More than some other fields of ethics, climate ethics is related to pressing real-world problems. Climate ethicists have a responsibility to be precise about the status of the problems they discuss. The non-identity problem (NIP) plays are a prominent role in the climate ethics literature. In a widely discussed statement, Derek Parfit claimed that a risky climate policy is not harmful for (distant) future people. But this ignores the “insignificant-causal-factors rejoinder”. The Parfitian assertion is still treated as serious (...)
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  9. Whose Problem Is Non-Identity?Paul Hurley & Rivka Weinberg - 2014 - Journal of Moral Philosophy 12 (6):699-730.
    Teleological theories of reason and value, upon which all reasons are fundamentally reasons to realize states of affairs that are in some respect best, cannot account for the intuition that victims in non-identity cases have been wronged. Many philosophers, however, reject such theories in favor of alternatives that recognize fundamentally non-teleological reasons, second-personal reasons that reflect a moral significance each person has that is not grounded in the teleologist’s appeal to outcomes. Such deontological accounts appear to be better positioned (...)
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  10. No Harm Done? An Experimental Approach to the Non-Identity Problem.Matthew Kopec & Justin P. Bruner - forthcoming - Journal of the American Philosophical Association.
    Discussions of the non-identity problem presuppose a widely shared intuition that actions or policies that change who comes into existence don't, thereby, become morally unproblematic. We hypothesize that this intuition isn’t generally shared by the public, which could have widespread implications concerning how to generate support for large-scale, identity-affecting policies relating to matters like climate change. To test this, we ran a version of the well-known dictator game designed to mimic the public's behavior over identity-affecting choices. (...)
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  11. Contractualism, Person-Affecting Wrongness and the Non-Identity Problem.Corey Katz - 2018 - Ethical Theory and Moral Practice 21 (1):103-119.
    A number of theorists have argued that Scanlon's contractualist theory both "gets around" and "solves" the non-identity problem. They argue that it gets around the problem because hypothetical deliberation on general moral principles excludes the considerations that lead to the problem. They argue that it solves the problem because violating a contractualist moral principle in one's treatment of another wrongs that particular other, grounding a person-affecting moral claim. In this paper, I agree with the first (...)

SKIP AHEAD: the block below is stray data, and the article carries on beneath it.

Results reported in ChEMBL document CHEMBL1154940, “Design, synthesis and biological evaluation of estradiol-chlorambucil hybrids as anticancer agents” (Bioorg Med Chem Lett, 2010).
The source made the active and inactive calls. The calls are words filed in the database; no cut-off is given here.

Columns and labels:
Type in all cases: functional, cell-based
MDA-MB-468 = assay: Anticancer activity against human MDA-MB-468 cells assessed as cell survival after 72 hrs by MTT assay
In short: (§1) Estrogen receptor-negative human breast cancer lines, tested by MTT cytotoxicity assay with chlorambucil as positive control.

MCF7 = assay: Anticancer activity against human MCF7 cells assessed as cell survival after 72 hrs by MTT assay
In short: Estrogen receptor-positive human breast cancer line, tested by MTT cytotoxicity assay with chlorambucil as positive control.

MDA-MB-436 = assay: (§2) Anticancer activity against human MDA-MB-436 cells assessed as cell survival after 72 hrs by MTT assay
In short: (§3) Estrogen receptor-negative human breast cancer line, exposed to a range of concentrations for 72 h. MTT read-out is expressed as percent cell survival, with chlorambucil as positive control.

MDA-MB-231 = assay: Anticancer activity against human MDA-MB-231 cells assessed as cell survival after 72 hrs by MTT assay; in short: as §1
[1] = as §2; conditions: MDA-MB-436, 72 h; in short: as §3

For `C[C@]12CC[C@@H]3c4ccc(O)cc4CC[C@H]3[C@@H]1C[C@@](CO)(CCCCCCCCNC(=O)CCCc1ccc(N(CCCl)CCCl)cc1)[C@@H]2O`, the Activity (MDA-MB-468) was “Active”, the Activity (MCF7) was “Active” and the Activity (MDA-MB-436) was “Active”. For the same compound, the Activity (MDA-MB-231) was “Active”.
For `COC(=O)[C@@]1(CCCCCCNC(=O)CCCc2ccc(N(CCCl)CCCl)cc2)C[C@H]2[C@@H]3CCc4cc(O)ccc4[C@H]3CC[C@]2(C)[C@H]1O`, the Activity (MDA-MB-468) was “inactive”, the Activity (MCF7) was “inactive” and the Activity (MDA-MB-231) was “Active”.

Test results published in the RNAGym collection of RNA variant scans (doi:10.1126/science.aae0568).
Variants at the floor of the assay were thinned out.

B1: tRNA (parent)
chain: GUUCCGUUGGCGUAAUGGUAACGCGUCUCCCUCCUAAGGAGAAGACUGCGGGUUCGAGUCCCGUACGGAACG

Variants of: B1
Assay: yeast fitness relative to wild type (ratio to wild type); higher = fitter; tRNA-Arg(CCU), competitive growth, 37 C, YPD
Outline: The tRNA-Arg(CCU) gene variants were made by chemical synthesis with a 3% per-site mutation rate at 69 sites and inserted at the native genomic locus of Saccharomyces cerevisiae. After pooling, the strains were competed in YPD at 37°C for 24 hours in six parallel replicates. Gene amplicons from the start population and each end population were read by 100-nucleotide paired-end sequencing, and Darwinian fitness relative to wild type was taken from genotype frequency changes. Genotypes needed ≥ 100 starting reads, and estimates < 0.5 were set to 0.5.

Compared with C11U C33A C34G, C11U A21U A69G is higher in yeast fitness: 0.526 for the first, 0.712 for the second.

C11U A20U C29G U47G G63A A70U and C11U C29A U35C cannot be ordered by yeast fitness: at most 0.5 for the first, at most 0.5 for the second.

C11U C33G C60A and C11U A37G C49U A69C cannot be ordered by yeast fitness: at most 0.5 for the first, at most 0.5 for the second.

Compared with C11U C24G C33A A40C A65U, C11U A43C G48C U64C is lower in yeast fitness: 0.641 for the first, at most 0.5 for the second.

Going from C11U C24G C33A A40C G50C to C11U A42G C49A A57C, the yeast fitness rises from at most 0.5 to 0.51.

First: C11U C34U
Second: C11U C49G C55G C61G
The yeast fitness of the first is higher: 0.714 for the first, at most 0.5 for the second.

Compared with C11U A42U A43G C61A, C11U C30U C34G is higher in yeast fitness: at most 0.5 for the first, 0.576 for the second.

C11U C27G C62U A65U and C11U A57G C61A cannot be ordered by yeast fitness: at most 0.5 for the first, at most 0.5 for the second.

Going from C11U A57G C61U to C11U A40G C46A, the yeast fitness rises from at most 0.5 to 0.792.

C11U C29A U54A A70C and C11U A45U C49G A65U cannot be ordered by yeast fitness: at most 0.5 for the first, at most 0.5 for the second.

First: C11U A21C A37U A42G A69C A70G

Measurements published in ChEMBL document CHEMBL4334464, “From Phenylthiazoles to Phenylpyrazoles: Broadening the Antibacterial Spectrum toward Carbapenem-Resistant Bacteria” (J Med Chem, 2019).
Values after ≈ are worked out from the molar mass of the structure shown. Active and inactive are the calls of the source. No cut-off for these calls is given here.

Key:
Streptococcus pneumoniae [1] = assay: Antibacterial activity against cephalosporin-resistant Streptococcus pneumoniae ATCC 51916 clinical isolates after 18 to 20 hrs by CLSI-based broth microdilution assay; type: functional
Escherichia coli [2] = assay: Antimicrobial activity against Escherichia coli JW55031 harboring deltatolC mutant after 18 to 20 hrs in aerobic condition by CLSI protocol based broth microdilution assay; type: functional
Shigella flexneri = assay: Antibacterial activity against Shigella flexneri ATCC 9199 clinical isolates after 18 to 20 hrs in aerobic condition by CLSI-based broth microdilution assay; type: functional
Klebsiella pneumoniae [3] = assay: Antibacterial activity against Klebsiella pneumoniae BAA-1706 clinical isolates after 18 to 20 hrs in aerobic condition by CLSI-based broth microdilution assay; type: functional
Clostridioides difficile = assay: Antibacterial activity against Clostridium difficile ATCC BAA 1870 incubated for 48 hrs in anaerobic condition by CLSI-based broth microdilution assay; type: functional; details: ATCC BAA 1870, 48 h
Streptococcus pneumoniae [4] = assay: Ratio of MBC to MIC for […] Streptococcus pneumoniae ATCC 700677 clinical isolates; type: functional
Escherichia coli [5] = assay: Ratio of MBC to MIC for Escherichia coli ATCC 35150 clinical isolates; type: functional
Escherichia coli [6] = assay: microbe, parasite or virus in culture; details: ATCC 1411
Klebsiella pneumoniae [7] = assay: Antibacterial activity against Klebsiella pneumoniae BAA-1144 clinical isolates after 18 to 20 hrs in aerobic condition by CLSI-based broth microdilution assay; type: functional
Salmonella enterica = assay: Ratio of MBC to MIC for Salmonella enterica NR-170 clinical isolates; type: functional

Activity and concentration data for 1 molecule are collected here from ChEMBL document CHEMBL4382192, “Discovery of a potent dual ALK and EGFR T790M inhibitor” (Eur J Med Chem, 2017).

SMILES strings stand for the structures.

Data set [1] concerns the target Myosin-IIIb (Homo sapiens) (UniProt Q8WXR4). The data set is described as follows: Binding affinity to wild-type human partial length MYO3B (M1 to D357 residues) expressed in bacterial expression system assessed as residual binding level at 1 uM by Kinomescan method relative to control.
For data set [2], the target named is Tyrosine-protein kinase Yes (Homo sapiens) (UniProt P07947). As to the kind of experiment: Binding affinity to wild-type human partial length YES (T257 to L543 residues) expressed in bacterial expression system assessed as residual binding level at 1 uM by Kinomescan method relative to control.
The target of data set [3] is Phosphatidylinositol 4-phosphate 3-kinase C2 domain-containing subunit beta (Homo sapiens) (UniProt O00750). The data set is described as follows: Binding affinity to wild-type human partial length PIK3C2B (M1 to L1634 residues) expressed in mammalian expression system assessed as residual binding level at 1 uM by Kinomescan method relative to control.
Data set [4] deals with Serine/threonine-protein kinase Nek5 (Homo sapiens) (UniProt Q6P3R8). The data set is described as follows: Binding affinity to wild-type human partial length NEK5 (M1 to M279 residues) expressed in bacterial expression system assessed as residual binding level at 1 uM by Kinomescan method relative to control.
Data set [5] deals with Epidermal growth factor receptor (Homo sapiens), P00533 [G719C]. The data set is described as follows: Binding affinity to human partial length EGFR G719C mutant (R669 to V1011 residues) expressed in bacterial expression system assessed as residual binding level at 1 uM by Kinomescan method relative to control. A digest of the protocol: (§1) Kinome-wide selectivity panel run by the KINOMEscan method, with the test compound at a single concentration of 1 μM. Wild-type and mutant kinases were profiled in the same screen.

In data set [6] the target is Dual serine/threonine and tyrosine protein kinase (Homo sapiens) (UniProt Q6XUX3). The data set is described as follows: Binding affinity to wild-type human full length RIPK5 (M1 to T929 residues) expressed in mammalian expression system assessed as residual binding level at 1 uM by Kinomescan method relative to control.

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  12. Non-Identity, Sufficiency and Exploitation.Matthew Rendall - 2011 - Journal of Political Philosophy 19 (2):229-247.
    This paper argues that we hold two key duties to future people: to leave them enough in an absolute sense, and to leave them their fair share. Even if we benefit people by bringing them into existence, we can wrongly exploit our position to take more than our share of benefits. As in paradigm cases of exploitation, just because future people might agree to the ‘bargain’, this does not mean that they receive enough.
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  13. Harm, Benefit, and Non-Identity.Per Algander - 2013 - Dissertation, Uppsala University
    This thesis in an invistigation into the concept of "harm" and its moral relevance. A common view is that an analysis of harm should include a counterfactual condition: an act harms a person iff it makes that person worse off. A common objection to the moral relevance of harm, thus understood, is the non-identity problem. -/- This thesis criticises the counterfactual condition, argues for an alternative analysis and that harm plays two important normative roles. -/- The main ground (...)
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  14. David Boonin on the Non-Identity Argument: Rejecting the Second Premise.Molly Gardner - 2019 - Law, Ethics and Philosophy 7:29-47.
    According to various “harm-based” approaches to the non-identity problem, an action that brings a particular child into existence can also harm that child, even if his or her life is worth living. In the third chapter of The Non-Identity Problem and the Ethics of Future People, David Boonin surveys a variety of harm-based approaches and argues that none of them are successful. In this paper I argue that his objections to these various approaches do not impugn (...)